MSMEs seek sops to tide over Covid crisis
The micro, small and medium enterprises (MSMEs) sector in South India, which has been trying very hard to re-establish its operations by reviving production in the aftermath of the lockdown, is urging the Union Finance Ministry to extendmore relief measures, including providing easy access to finance, interest subvention and creation of specialised banks on the lines of micro finance institutions to cater to the industry.
Hyderabad: The micro, small and medium enterprises (MSMEs) sector in South India, which has been trying very hard to re-establish its operations by reviving production in the aftermath of the lockdown, is urging the Union Finance Ministry to extendmore relief measures, including providing easy access to finance, interest subvention and creation of specialised banks on the lines of micro finance institutions to cater to the industry.
"Undoubtedly, the central government has come forward and stepped up financial and other assistance to MSMEs in various ways by pumping in liquidity and access to credit, which have been helpful. However, many problems still persist," said APK Reddy, national president, Federation of Small and Medium Enterprises of India (FSME India), and Vice Chairman, Joint Action Committee (JAC) of South India MSME Associations.
Recently, the JAC submitted a memorandum to the Union Finance Minister Nirmala Sitharaman seeking a better deal for the key MSME sector in upcoming Union Budget 2021
Covid-19 has caused irreparable damage to the small industry, which is still reeling under the impact of the pandemic due to disruption in supply chains, absence of demand, loss of jobs and unavailability of labour force, cancelled orders, over-extended payments and dried up financials.
According to the JAC's rough estimates, about 20 per cent of MSMEs may never be able to restart as a result of the disruptions caused by the pandemic.
"Primarily, absence of demand requires economic stimulus on a substantive scale in order to kick-start the economy. This requires immediate attention in order to sustain the industry, particularly MSMEs, in what is likely to be a prolonged drop in global and domestic demand for the foreseeable future even if the pandemic is brought under control or peters out in the next six months to a year," said KB Arasappa, Chairman, JAC, and president, Karnataka Small Scale Industries Association (Kassia).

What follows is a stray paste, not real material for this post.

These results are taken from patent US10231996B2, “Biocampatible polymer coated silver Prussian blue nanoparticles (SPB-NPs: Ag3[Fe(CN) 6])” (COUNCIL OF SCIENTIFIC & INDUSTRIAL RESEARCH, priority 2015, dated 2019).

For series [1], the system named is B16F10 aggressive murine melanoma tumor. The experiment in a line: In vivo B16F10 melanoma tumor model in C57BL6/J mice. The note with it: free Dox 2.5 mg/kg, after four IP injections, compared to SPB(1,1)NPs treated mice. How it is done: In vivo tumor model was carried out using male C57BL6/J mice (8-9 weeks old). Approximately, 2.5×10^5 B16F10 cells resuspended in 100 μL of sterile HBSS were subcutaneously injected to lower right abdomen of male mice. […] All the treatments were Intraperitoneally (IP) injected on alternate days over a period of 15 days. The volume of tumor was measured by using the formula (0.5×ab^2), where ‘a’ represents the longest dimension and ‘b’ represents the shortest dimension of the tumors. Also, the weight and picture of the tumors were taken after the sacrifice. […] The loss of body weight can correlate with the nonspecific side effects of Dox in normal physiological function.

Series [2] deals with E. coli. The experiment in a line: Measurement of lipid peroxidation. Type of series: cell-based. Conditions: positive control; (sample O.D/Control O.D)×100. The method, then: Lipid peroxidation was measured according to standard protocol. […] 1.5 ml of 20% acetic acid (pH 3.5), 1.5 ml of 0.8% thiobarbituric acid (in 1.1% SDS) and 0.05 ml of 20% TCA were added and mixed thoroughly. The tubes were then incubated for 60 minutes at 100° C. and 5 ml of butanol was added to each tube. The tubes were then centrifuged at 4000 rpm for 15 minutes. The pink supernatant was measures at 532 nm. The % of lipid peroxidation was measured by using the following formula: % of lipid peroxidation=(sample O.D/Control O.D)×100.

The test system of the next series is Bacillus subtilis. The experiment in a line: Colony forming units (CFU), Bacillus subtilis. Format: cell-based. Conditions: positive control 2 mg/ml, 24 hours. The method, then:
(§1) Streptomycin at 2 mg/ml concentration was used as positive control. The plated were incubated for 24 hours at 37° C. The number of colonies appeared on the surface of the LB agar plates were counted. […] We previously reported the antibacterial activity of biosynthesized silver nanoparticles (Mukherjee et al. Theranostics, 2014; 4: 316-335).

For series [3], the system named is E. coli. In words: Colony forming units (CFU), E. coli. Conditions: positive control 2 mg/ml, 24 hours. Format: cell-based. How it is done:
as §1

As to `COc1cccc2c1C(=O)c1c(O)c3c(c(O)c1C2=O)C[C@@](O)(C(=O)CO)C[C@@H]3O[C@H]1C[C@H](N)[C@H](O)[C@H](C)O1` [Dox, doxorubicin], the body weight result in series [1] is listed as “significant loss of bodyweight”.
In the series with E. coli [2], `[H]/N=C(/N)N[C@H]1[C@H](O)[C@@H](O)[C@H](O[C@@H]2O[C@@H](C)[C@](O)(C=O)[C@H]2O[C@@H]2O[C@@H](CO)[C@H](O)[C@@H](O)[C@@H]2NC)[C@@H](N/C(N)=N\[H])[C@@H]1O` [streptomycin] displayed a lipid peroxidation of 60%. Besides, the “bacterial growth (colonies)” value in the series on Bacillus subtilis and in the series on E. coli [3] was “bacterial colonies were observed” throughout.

In these circumstances, FSME India is requesting the Finance Ministry to consider making credit available without complex collateral requirements,provide for a longer moratorium period of two to three years while sanctioning bank loans, do away with the CIBIL scoring for at least three years for MSEs alone etc to ensure the industrial activity regains normalcy.
According to Arasappa, like agriculture, the MSME sector is labour-intensive and the operational problems and risk exposures are also identical. The contribution of the small scale sector is equally significant as that of agriculture. "We urge the government to advance money on par with the agriculture sector to MSMEs through the banks by subsidising the interest. The amount of loan made available at this rate may be capped at Rs 5 crore," he added.
Stating that the credit-linked capital subsidy scheme for technology upgradation in the MSMEs expired in March 2020, Reddy said the scheme be renewed with effect from April 1, 2021 for two years while increasing the credit under the scheme to Rs5 crore from the earlier Rs 1 crore for 15 per cent capital subsidy with proportionate hike in the upfront subsidy cover to Rs75 lakh.
"Income tax reduction of 15 per cent allowed to companies registered after 2019, be extended for the sole proprietary and partnership firms also. The government must extend the 25 per cent corporate tax slab benefit given to corporate SMEs to the other categories of SMEs also such as partnership, proprietorships etc, as most SMEs are not incorporated and thereby are left uncovered," APK Reddy told Bizz Buzz.